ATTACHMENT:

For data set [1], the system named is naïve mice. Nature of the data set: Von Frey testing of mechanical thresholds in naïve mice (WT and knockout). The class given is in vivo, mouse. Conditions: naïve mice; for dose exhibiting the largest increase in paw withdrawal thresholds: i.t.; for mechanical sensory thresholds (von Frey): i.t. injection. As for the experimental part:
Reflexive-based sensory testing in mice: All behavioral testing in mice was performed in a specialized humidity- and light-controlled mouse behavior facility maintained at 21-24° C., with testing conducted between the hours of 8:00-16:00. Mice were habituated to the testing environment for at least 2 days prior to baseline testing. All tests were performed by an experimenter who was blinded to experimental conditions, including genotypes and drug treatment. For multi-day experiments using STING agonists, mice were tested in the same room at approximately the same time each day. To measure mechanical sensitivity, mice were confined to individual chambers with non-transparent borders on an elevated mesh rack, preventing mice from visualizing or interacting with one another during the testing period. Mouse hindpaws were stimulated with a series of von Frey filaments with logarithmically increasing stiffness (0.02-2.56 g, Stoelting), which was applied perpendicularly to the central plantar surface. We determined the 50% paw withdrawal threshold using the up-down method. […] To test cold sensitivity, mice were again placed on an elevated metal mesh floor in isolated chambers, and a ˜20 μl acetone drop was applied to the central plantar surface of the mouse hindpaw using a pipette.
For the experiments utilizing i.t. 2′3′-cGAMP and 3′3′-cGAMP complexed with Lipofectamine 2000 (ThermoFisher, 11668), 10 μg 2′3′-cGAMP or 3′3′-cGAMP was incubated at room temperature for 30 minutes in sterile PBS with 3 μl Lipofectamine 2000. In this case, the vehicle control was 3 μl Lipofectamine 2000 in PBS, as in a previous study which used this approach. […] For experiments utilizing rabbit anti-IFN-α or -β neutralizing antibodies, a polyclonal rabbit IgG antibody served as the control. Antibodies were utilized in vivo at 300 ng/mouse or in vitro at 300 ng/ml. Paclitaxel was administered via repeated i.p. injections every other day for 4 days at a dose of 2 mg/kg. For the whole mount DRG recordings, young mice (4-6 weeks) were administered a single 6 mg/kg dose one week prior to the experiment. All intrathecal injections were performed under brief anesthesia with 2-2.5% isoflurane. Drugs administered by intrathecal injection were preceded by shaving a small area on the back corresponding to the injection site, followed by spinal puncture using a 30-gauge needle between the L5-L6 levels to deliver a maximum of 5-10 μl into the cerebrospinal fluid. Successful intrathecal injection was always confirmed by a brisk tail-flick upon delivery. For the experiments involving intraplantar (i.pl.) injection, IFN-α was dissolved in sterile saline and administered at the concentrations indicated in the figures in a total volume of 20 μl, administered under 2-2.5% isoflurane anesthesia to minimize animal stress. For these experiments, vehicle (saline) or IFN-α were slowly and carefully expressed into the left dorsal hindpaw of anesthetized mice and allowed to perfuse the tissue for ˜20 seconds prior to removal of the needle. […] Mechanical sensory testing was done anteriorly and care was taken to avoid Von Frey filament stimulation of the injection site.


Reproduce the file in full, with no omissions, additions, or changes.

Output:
For data set [1], the system named is naïve mice. Nature of the data set: Von Frey testing of mechanical thresholds in naïve mice (WT and knockout). The class given is in vivo, mouse. Conditions: naïve mice; for dose exhibiting the largest increase in paw withdrawal thresholds: i.t.; for mechanical sensory thresholds (von Frey): i.t. injection. As for the experimental part:
Reflexive-based sensory testing in mice: All behavioral testing in mice was performed in a specialized humidity- and light-controlled mouse behavior facility maintained at 21-24° C., with testing conducted between the hours of 8:00-16:00. Mice were habituated to the testing environment for at least 2 days prior to baseline testing. All tests were performed by an experimenter who was blinded to experimental conditions, including genotypes and drug treatment. For multi-day experiments using STING agonists, mice were tested in the same room at approximately the same time each day. To measure mechanical sensitivity, mice were confined to individual chambers with non-transparent borders on an elevated mesh rack, preventing mice from visualizing or interacting with one another during the testing period. Mouse hindpaws were stimulated with a series of von Frey filaments with logarithmically increasing stiffness (0.02-2.56 g, Stoelting), which was applied perpendicularly to the central plantar surface. We determined the 50% paw withdrawal threshold using the up-down method. […] To test cold sensitivity, mice were again placed on an elevated metal mesh floor in isolated chambers, and a ˜20 μl acetone drop was applied to the central plantar surface of the mouse hindpaw using a pipette.
For the experiments utilizing i.t. 2′3′-cGAMP and 3′3′-cGAMP complexed with Lipofectamine 2000 (ThermoFisher, 11668), 10 μg 2′3′-cGAMP or 3′3′-cGAMP was incubated at room temperature for 30 minutes in sterile PBS with 3 μl Lipofectamine 2000. In this case, the vehicle control was 3 μl Lipofectamine 2000 in PBS, as in a previous study which used this approach. […] For experiments utilizing rabbit anti-IFN-α or -β neutralizing antibodies, a polyclonal rabbit IgG antibody served as the control. Antibodies were utilized in vivo at 300 ng/mouse or in vitro at 300 ng/ml. Paclitaxel was administered via repeated i.p. injections every other day for 4 days at a dose of 2 mg/kg. For the whole mount DRG recordings, young mice (4-6 weeks) were administered a single 6 mg/kg dose one week prior to the experiment. All intrathecal injections were performed under brief anesthesia with 2-2.5% isoflurane. Drugs administered by intrathecal injection were preceded by shaving a small area on the back corresponding to the injection site, followed by spinal puncture using a 30-gauge needle between the L5-L6 levels to deliver a maximum of 5-10 μl into the cerebrospinal fluid. Successful intrathecal injection was always confirmed by a brisk tail-flick upon delivery. For the experiments involving intraplantar (i.pl.) injection, IFN-α was dissolved in sterile saline and administered at the concentrations indicated in the figures in a total volume of 20 μl, administered under 2-2.5% isoflurane anesthesia to minimize animal stress. For these experiments, vehicle (saline) or IFN-α were slowly and carefully expressed into the left dorsal hindpaw of anesthetized mice and allowed to perfuse the tissue for ˜20 seconds prior to removal of the needle. […] Mechanical sensory testing was done anteriorly and care was taken to avoid Von Frey filament stimulation of the injection site.